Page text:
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Getting started with Visual Studio Code

By Karol on Jun 26, 2017

As of writing this post, the latest version of Unity (5.6.1) comes bundled with Monodevelop version 5.9.6. If you’ve ever worked with Monodevelop for C# development, you’ll understand how painful it can be. So this post will describe an alternative to Monodevelop - Visual Studio Code, and how to set up Unity with it.

Visual Studio Code

Visual Studio code is a lightweight editor that is open source and until recently it was the only version of Visual Studio available on Mac. It offers extensions for almost every language you want to work in and as of version 5.5 Unity supports it natively.

Set up

To use Visual Studio Code with Unity there are a few steps you need to take to set it up.

  1. Install the latest Visual Studio Code for your operating system

  2. Go to the extension tab Extension Tab in Code and install the following extensions:

  3. Set up Unity to open Visual Studio Code by default. To do so, in the menu go to Unity Preferences and under the External Tools tab, change the External Script Editor from ‘MonoDevelop (built-in)’ to ‘Code’.

    Unity Preferences for Mac

After that Unity should be set up with Code!

How to debug

Now how do we actually debug our code using Code? Well this is where the Debugger for Unity plugin comes in.

First make sure your project is open in Visual Studio Code. If you’ve set up Visual Studio Code properly should be able to open your project the following ways:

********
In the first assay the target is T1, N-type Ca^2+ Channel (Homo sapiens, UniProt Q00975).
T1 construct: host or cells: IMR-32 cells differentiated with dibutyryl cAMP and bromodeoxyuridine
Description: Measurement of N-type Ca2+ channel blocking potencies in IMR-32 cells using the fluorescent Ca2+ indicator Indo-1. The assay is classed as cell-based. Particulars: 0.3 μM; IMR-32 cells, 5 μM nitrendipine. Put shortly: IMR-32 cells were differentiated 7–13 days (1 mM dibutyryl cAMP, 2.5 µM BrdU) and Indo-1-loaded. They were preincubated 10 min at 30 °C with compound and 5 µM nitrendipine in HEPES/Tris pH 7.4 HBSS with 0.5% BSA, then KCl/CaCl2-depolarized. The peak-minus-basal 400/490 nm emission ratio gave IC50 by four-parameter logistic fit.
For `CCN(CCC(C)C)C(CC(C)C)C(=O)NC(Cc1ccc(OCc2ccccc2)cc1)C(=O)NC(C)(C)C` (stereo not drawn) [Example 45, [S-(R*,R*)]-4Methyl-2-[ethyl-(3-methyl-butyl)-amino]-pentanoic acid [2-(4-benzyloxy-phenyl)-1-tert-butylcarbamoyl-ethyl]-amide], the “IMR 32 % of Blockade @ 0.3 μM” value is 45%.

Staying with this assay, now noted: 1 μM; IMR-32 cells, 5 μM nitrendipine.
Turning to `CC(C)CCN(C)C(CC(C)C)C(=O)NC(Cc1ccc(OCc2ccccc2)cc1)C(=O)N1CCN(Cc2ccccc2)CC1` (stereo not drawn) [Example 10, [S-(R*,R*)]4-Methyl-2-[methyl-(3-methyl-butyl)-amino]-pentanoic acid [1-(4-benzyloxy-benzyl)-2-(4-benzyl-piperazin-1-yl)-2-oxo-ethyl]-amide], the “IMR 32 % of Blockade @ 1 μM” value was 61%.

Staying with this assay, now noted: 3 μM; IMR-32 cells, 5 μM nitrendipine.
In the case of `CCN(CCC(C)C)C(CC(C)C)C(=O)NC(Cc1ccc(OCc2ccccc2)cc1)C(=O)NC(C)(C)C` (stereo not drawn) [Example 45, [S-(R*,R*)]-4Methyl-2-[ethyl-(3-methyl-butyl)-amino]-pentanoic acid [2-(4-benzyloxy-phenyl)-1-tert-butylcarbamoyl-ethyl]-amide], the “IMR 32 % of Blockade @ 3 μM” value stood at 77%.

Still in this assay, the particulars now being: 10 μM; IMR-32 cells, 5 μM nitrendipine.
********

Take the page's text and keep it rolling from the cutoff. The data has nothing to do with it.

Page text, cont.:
• Via Unity:
    • In the menu go to: Assets > C# Project
    • In the Inspector, click the gear Gear in the top right corner of a script component and select Edit Script
    • In the project explorer, double-click a script
  • Via Visual Studio Code:
    • In the menu go to: File > Open... and select the top level folder of your Unity project

Then after opening your project, go to the debugger tab Debugger Tab

There if you set up the Unity Debugger properly you should see ‘Unity Editor’ as the selected option in the Debug dropdown:

Unity Editor Option

From there all you have to do is click the green play button to the left of the ‘Unity Editor’ text, and you should see this menu pop up in the top middle of your code pane:

Debug options

Now all that’s left to do is go to Unity and start the scene you want to debug. If you have any breakpoints set up, they should be hit in Visual Studio Code and from there you can debug to your heart’s content!

Here are some helpful links if you want to learn more about Visual Studio Code, or how to use it with Unity:

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